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Reducing addiction requires tackling workplace injuries


It’s good news that the Building Trades Employers’ Association hosted a conference that aims to reduce the stigma of opioid addiction among construction workers and promote treatment options for them (“Building trades targeting addiction,” Page A1, April 29). It is critical to address the needs of those suffering from opioid addiction, including access to quality, timely treatment and pain-management alternatives. But also critical to confronting this epidemic — and less frequently discussed — is the need to look long and hard at its underlying causes.

Opioid users seek to alleviate acute and chronic pain, and that pain frequently results from workplace injuries. A 2018 study by the Massachusetts Department of Public Health found that rates of opioid-related overdose death were significantly higher among workers employed in industries and occupations known to have high rates of work-related injuries and illnesses.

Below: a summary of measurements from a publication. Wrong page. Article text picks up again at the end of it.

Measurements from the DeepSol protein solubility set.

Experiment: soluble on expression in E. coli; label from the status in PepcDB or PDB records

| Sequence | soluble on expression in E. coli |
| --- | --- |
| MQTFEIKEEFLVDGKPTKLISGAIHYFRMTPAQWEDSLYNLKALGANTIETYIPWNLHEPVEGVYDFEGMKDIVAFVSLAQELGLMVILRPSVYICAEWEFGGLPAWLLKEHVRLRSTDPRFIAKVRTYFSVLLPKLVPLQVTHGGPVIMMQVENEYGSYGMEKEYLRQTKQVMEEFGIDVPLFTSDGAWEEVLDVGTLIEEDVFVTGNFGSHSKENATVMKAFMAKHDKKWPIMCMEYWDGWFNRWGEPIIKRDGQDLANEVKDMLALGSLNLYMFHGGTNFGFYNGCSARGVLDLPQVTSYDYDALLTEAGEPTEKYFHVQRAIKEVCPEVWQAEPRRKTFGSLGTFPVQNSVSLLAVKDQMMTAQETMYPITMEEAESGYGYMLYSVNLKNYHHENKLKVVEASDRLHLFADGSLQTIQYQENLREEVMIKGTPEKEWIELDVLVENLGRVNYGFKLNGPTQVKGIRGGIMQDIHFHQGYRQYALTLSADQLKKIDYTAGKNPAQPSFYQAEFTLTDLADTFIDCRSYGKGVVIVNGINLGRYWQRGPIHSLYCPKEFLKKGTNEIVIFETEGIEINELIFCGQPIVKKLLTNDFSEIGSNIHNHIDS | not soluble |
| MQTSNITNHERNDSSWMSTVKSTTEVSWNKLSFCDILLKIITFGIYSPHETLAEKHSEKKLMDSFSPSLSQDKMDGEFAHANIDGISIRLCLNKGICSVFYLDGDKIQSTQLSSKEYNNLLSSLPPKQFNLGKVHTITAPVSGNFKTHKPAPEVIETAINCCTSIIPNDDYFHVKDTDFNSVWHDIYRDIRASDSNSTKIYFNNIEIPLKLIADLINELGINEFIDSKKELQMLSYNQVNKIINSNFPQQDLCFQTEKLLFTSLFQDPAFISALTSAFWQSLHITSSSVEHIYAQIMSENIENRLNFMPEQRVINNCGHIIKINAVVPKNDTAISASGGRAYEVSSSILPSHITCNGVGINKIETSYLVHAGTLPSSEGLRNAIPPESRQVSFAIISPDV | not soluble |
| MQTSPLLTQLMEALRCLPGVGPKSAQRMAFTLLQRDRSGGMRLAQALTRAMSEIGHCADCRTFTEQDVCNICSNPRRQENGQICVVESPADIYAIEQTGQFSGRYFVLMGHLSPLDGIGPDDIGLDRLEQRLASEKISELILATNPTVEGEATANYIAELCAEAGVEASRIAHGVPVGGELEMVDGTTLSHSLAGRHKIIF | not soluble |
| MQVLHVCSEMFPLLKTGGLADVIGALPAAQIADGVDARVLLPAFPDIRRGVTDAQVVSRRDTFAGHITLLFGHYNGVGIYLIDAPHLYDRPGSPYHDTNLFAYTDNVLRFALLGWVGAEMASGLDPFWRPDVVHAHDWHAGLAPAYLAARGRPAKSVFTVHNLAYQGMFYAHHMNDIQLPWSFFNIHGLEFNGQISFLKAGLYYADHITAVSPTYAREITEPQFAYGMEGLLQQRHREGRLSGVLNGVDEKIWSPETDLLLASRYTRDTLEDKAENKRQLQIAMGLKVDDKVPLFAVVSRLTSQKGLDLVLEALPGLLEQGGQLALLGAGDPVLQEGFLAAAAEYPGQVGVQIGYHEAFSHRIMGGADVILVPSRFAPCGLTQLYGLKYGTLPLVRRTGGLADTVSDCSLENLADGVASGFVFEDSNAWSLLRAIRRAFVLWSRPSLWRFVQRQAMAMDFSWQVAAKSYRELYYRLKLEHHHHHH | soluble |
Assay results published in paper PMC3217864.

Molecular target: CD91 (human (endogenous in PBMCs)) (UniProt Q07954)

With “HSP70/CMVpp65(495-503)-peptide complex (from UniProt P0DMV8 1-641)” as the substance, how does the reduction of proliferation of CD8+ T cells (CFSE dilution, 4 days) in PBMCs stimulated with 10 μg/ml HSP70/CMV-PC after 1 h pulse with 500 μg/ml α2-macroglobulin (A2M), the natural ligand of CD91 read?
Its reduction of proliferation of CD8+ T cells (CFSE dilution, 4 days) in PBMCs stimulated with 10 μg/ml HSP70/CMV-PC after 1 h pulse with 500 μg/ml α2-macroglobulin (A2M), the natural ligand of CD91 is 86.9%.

There’s no mystery here: Reducing the occurrence of painful workplace injuries and illnesses will reduce opioid addiction commensurately. Any effort to stem the epidemic needs to include ratcheted-up measures to eliminate the hazards in the workplace that cause these injuries. This means, among other things, increased enforcement of existing safety and health standards, adoption of a national ergonomics standard designed to reduce the incidence of back and other muscle injuries, and comprehensive workplace safety and health management systems informed by direct worker involvement.

We need to treat those suffering now and do all we can to eliminate the conditions that will cause others to face a similar fate.

Jodi Sugerman-Brozan

Executive director

Massachusetts Coalition for

Occupational Safety and Health


Michael Felsen

Jamaica Plain

Felsen is former regional solicitor with the US Department of Labor.